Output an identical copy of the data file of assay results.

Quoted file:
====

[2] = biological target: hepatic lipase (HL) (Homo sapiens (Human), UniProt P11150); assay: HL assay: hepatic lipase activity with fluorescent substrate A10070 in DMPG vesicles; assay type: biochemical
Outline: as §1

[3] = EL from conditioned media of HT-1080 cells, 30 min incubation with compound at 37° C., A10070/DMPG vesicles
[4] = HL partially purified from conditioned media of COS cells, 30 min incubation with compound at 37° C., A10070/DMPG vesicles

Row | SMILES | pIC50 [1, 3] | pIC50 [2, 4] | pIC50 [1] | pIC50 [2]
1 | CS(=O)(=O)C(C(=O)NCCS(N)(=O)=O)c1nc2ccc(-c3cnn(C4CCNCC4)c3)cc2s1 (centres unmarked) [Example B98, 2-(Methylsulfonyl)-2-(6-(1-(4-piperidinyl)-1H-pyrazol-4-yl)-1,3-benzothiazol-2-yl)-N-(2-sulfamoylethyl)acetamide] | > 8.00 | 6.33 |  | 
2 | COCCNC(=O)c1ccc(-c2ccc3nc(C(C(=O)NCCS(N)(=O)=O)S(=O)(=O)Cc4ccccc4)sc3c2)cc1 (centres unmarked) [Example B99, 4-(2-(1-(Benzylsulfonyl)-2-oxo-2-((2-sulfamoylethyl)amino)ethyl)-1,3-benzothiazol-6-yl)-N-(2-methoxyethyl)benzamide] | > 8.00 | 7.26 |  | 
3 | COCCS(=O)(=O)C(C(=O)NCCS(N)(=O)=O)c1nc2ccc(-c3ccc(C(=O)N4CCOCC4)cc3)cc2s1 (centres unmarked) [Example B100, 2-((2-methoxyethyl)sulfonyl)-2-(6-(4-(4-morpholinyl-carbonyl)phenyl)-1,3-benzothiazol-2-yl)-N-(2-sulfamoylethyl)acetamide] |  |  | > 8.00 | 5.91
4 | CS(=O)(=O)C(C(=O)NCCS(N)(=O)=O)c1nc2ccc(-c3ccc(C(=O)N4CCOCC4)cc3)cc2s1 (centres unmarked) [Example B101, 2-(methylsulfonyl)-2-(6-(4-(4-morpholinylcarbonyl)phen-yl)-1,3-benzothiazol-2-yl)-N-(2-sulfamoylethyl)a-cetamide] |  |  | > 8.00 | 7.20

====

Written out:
[2] = biological target: hepatic lipase (HL) (Homo sapiens (Human), UniProt P11150); assay: HL assay: hepatic lipase activity with fluorescent substrate A10070 in DMPG vesicles; assay type: biochemical
Outline: as §1

[3] = EL from conditioned media of HT-1080 cells, 30 min incubation with compound at 37° C., A10070/DMPG vesicles
[4] = HL partially purified from conditioned media of COS cells, 30 min incubation with compound at 37° C., A10070/DMPG vesicles

Row | SMILES | pIC50 [1, 3] | pIC50 [2, 4] | pIC50 [1] | pIC50 [2]
1 | CS(=O)(=O)C(C(=O)NCCS(N)(=O)=O)c1nc2ccc(-c3cnn(C4CCNCC4)c3)cc2s1 (centres unmarked) [Example B98, 2-(Methylsulfonyl)-2-(6-(1-(4-piperidinyl)-1H-pyrazol-4-yl)-1,3-benzothiazol-2-yl)-N-(2-sulfamoylethyl)acetamide] | > 8.00 | 6.33 |  | 
2 | COCCNC(=O)c1ccc(-c2ccc3nc(C(C(=O)NCCS(N)(=O)=O)S(=O)(=O)Cc4ccccc4)sc3c2)cc1 (centres unmarked) [Example B99, 4-(2-(1-(Benzylsulfonyl)-2-oxo-2-((2-sulfamoylethyl)amino)ethyl)-1,3-benzothiazol-6-yl)-N-(2-methoxyethyl)benzamide] | > 8.00 | 7.26 |  | 
3 | COCCS(=O)(=O)C(C(=O)NCCS(N)(=O)=O)c1nc2ccc(-c3ccc(C(=O)N4CCOCC4)cc3)cc2s1 (centres unmarked) [Example B100, 2-((2-methoxyethyl)sulfonyl)-2-(6-(4-(4-morpholinyl-carbonyl)phenyl)-1,3-benzothiazol-2-yl)-N-(2-sulfamoylethyl)acetamide] |  |  | > 8.00 | 5.91
4 | CS(=O)(=O)C(C(=O)NCCS(N)(=O)=O)c1nc2ccc(-c3ccc(C(=O)N4CCOCC4)cc3)cc2s1 (centres unmarked) [Example B101, 2-(methylsulfonyl)-2-(6-(4-(4-morpholinylcarbonyl)phen-yl)-1,3-benzothiazol-2-yl)-N-(2-sulfamoylethyl)a-cetamide] |  |  | > 8.00 | 7.20